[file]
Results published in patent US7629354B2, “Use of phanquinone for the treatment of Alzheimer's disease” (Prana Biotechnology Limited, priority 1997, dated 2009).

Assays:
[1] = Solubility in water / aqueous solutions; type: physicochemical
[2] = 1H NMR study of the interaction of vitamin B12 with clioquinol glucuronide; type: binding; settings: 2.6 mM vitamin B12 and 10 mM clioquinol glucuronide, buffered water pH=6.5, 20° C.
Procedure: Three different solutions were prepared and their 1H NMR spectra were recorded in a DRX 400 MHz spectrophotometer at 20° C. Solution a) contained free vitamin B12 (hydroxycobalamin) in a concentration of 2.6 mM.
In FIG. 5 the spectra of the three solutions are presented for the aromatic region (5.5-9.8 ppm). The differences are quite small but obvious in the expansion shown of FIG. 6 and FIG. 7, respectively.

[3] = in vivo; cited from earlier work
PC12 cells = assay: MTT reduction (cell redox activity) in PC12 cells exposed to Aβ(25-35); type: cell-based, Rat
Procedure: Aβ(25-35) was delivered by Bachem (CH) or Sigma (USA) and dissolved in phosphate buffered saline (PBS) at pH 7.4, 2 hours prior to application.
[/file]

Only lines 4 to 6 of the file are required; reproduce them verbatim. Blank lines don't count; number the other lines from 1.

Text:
[2] = 1H NMR study of the interaction of vitamin B12 with clioquinol glucuronide; type: binding; settings: 2.6 mM vitamin B12 and 10 mM clioquinol glucuronide, buffered water pH=6.5, 20° C.
Procedure: Three different solutions were prepared and their 1H NMR spectra were recorded in a DRX 400 MHz spectrophotometer at 20° C. Solution a) contained free vitamin B12 (hydroxycobalamin) in a concentration of 2.6 mM.
In FIG. 5 the spectra of the three solutions are presented for the aromatic region (5.5-9.8 ppm). The differences are quite small but obvious in the expansion shown of FIG. 6 and FIG. 7, respectively.